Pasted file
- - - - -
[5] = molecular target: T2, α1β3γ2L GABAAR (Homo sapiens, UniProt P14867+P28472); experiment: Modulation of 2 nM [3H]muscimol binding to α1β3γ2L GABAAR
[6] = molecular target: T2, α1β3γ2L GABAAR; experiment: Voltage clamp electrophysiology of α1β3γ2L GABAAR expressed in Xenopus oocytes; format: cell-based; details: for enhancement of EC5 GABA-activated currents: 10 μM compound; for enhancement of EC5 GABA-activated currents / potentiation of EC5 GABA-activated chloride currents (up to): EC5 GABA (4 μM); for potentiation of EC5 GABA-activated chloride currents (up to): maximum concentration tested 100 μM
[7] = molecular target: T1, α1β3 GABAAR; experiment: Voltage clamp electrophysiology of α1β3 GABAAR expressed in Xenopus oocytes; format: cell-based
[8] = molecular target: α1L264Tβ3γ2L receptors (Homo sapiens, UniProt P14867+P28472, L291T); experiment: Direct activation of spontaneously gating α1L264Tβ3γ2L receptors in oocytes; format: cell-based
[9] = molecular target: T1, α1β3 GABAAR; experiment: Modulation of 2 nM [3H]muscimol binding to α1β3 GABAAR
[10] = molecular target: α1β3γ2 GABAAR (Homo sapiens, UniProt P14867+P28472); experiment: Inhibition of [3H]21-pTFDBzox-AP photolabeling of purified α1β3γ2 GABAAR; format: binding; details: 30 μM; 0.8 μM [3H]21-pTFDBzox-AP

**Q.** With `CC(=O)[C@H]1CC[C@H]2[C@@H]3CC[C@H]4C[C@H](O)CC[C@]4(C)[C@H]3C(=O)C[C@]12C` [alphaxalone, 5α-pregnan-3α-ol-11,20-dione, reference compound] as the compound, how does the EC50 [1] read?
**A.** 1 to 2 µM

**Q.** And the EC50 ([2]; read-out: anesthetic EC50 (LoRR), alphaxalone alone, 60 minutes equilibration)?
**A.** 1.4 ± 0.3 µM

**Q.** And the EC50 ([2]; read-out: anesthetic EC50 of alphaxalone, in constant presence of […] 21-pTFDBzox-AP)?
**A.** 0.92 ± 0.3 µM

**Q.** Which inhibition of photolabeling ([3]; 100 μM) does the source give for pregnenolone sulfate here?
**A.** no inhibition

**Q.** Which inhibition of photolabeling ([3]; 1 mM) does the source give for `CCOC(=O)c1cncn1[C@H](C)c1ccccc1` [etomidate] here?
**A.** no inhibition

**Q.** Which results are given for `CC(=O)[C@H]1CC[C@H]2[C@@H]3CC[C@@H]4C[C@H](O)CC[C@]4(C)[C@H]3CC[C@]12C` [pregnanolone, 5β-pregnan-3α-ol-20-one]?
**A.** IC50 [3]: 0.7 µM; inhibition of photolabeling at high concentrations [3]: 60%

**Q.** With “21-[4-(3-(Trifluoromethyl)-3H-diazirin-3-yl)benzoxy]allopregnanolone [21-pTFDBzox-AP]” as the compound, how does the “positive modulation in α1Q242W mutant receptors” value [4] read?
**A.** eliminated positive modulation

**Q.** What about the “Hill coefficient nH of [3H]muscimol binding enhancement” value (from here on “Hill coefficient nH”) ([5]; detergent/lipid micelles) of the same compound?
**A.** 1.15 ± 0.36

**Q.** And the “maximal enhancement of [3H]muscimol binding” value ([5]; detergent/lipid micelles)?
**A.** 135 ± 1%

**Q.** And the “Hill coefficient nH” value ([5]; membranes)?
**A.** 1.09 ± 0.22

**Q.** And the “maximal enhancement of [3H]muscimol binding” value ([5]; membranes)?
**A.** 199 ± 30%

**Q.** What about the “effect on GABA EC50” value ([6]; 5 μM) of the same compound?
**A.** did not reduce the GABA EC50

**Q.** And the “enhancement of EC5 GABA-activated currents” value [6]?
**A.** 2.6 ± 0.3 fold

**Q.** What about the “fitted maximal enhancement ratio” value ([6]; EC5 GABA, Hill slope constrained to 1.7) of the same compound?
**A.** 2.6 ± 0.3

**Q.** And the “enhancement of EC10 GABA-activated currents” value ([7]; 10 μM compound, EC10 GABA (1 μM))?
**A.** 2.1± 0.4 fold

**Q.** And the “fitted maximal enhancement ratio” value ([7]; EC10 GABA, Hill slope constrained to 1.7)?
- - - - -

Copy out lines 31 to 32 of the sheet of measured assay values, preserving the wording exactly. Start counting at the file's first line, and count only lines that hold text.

**Q.** And the “enhancement of EC5 GABA-activated currents” value [6]?
**A.** 2.6 ± 0.3 fold